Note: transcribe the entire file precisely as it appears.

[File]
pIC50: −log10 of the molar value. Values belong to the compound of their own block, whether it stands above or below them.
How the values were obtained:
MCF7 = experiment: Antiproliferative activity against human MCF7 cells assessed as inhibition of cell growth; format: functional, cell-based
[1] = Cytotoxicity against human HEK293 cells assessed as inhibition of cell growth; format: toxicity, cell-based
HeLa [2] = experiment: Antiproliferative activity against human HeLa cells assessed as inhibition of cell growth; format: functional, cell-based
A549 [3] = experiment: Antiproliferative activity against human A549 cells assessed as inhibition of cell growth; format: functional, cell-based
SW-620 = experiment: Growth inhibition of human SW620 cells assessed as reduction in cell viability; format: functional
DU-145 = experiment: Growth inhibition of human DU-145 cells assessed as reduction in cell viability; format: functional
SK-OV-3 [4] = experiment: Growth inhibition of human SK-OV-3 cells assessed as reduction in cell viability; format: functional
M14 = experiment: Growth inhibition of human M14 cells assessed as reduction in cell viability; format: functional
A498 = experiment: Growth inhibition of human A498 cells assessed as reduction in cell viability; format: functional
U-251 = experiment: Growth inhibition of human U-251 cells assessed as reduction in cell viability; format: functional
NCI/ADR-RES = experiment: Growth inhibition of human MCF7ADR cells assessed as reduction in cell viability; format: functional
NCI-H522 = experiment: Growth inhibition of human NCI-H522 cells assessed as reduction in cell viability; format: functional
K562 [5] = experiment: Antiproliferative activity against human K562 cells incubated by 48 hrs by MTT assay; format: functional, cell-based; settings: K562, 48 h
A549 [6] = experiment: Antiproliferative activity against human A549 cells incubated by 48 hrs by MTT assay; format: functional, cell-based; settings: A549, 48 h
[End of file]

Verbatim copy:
pIC50: −log10 of the molar value. Values belong to the compound of their own block, whether it stands above or below them.
How the values were obtained:
MCF7 = experiment: Antiproliferative activity against human MCF7 cells assessed as inhibition of cell growth; format: functional, cell-based
[1] = Cytotoxicity against human HEK293 cells assessed as inhibition of cell growth; format: toxicity, cell-based
HeLa [2] = experiment: Antiproliferative activity against human HeLa cells assessed as inhibition of cell growth; format: functional, cell-based
A549 [3] = experiment: Antiproliferative activity against human A549 cells assessed as inhibition of cell growth; format: functional, cell-based
SW-620 = experiment: Growth inhibition of human SW620 cells assessed as reduction in cell viability; format: functional
DU-145 = experiment: Growth inhibition of human DU-145 cells assessed as reduction in cell viability; format: functional
SK-OV-3 [4] = experiment: Growth inhibition of human SK-OV-3 cells assessed as reduction in cell viability; format: functional
M14 = experiment: Growth inhibition of human M14 cells assessed as reduction in cell viability; format: functional
A498 = experiment: Growth inhibition of human A498 cells assessed as reduction in cell viability; format: functional
U-251 = experiment: Growth inhibition of human U-251 cells assessed as reduction in cell viability; format: functional
NCI/ADR-RES = experiment: Growth inhibition of human MCF7ADR cells assessed as reduction in cell viability; format: functional
NCI-H522 = experiment: Growth inhibition of human NCI-H522 cells assessed as reduction in cell viability; format: functional
K562 [5] = experiment: Antiproliferative activity against human K562 cells incubated by 48 hrs by MTT assay; format: functional, cell-based; settings: K562, 48 h
A549 [6] = experiment: Antiproliferative activity against human A549 cells incubated by 48 hrs by MTT assay; format: functional, cell-based; settings: A549, 48 h